“The Exorcist” meets “The Blair Witch Project” and gives birth to “Rosemary’s Baby.” That’s the strange brew producer Eli Roth and director Daniel Stamm have concocted in “The Last Exorcism,” a cheesy horror movie in the now commonplace verite style that manages a few easy jolts but overall isn’t very scary, and suffers from a terrible last-act twist. It obviously wants to be another “Paranormal Activity” type of phenomenon, but won’t succeed.

The first section of the picture takes mockumentary form to introduce Cotton Marcus (Patrick Fabian), a young evangelical preacher who cheerily admits that he’s lost his faith and intends to get out of the business. But before he does, he’ll allow the filmmakers—headed by Iris Reisen (Iris Bahr)—to record one last exorcism, which he picks out from the mail he’s just received. Before long he’s traveling into rural Louisiana to perform the ritual—complete with parlor tricks—on Nell Sweetzer (Ashley Bell), whose father, a credulous farmer named Louis (Louis Herthum), is convinced she’s possessed and killing their livestock. The preacher persists in driving to their isolated spread despite being warned away by the girl’s hostile brother Caleb (Caleb Landry Jones).

Cotton goes ahead with the ersatz exorcism and declares the girl cured, but a problem soon arises. Nell is still extremely disturbed, and actual diabolic activity appears to be continuing. When it’s discovered she’s pregnant, questions about the paternity necessarily follow, and suspicions of incest and child abuse as well. Violence also occurs, along with threatening prophecies. And though Iris and her cameraman doubt they should stay, Cotton refuses to leave, insisting they see the case through to the end. And he enlists the help of the local minister (Tony Bentley), despite the fact that Louis had stopped going to his church some time earlier. It turns out to be an unwise decision.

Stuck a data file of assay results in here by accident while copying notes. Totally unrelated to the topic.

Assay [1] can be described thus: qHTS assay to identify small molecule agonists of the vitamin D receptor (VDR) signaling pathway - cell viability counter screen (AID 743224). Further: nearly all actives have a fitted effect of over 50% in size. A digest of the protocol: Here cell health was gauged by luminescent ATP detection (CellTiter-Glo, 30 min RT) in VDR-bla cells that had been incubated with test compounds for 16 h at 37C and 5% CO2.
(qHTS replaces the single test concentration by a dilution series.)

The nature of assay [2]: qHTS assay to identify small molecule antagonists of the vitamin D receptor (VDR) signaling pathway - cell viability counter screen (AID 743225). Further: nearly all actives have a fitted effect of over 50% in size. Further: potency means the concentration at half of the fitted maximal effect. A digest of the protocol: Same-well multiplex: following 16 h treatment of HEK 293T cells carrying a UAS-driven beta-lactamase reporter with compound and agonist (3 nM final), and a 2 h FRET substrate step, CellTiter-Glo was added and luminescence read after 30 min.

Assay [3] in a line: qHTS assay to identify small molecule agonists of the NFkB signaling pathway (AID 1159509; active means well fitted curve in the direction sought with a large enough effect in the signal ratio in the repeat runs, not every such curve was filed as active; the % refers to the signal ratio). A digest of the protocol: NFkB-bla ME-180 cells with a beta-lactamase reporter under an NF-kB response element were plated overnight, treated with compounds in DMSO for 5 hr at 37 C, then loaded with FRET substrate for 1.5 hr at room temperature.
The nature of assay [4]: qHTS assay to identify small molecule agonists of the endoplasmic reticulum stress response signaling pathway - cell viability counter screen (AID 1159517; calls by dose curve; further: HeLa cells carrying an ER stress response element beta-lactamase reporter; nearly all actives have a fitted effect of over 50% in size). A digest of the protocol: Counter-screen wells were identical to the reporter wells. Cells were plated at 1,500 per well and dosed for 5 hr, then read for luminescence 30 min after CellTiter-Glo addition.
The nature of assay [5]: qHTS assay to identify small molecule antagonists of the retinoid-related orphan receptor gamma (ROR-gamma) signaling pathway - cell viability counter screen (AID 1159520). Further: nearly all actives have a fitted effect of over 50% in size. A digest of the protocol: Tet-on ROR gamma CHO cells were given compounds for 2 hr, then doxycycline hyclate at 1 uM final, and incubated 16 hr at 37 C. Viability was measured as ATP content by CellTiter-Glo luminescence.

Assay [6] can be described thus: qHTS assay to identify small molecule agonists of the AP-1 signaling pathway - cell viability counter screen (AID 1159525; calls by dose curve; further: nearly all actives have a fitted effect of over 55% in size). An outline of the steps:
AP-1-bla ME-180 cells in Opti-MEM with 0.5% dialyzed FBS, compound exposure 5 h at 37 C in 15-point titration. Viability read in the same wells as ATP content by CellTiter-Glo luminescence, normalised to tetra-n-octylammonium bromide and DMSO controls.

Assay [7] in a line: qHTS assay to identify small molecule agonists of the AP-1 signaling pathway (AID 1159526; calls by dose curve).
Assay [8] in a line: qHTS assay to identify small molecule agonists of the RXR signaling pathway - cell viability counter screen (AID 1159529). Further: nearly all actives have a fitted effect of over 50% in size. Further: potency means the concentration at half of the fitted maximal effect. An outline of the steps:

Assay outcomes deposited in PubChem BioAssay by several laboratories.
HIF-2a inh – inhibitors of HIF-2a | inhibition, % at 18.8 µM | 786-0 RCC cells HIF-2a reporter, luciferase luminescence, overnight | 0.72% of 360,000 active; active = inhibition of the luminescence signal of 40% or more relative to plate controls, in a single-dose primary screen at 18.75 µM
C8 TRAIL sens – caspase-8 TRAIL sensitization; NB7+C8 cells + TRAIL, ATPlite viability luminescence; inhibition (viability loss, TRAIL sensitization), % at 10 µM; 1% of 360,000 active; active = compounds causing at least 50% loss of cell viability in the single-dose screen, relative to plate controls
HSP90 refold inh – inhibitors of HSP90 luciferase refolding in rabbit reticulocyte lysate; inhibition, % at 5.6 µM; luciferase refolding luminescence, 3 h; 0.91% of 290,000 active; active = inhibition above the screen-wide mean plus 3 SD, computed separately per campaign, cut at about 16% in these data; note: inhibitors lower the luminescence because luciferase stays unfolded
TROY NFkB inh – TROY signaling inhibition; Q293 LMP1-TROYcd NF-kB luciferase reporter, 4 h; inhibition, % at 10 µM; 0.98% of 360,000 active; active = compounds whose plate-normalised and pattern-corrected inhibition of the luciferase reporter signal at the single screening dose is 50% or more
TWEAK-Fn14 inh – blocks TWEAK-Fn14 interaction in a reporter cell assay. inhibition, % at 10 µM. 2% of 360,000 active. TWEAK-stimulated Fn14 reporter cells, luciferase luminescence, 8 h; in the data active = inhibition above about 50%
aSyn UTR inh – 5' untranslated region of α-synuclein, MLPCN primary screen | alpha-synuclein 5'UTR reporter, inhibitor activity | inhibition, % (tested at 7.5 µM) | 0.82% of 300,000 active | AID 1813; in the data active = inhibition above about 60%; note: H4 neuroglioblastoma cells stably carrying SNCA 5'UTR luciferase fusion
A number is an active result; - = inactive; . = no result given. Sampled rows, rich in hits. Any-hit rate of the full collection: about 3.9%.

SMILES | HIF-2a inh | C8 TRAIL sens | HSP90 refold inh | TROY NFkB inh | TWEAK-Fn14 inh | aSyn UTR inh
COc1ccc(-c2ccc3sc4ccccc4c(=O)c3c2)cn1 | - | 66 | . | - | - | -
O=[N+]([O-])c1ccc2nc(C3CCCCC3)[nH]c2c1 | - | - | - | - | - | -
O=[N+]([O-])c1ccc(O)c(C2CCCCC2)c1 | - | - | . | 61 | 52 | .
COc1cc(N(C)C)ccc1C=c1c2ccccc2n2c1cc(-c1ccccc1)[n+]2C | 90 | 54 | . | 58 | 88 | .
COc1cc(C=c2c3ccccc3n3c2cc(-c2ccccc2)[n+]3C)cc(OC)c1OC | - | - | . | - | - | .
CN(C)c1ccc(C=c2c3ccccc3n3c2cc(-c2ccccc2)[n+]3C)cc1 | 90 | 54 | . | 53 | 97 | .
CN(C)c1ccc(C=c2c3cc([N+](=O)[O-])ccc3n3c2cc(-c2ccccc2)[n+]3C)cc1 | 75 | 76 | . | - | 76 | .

The plot concocted by Huck Botko and Andrew Gurland doesn’t make a whole lot of sense, particularly after the big concluding twist that most viewers will find as ridiculous as the similar one in the 1988 misfire “Spellbinder.” But they and Stamm succeed in concealing the holes somewhat through the verite style, with its jerky, hand-held camerawork. The technique is frankly hackneyed and overused by now, but it’s probably the only way the material could be kept from becoming utterly laughable. It also papers over the mediocre quality of the acting, which only Bell exceeds with a few genuinely creepy moments. One does wonder about the accents, though. The setting is supposed to be the most rustic part of Louisiana, but except for a few incidental characters the crew talks to along the way, everybody speaks with flat, unaffected tones that sound more like drab Midwestern voices.

“The Last Exorcism” will also offend some with its anti-religious emphasis. Not only is Marcus an admitted charlatan more interested in fleecing his flock than tending to them, but Louis’ fundamentalist beliefs come in for scorn, and when it comes to Bentley’s ostensibly mainstream church, the less said the better (though his chubby female aide—or is she supposed to be his wife?—is an amusingly cherubic character). There’s nothing wrong with such a dismissive attitude, of course, but in the end it all doesn’t amount to much.

And neither does the movie.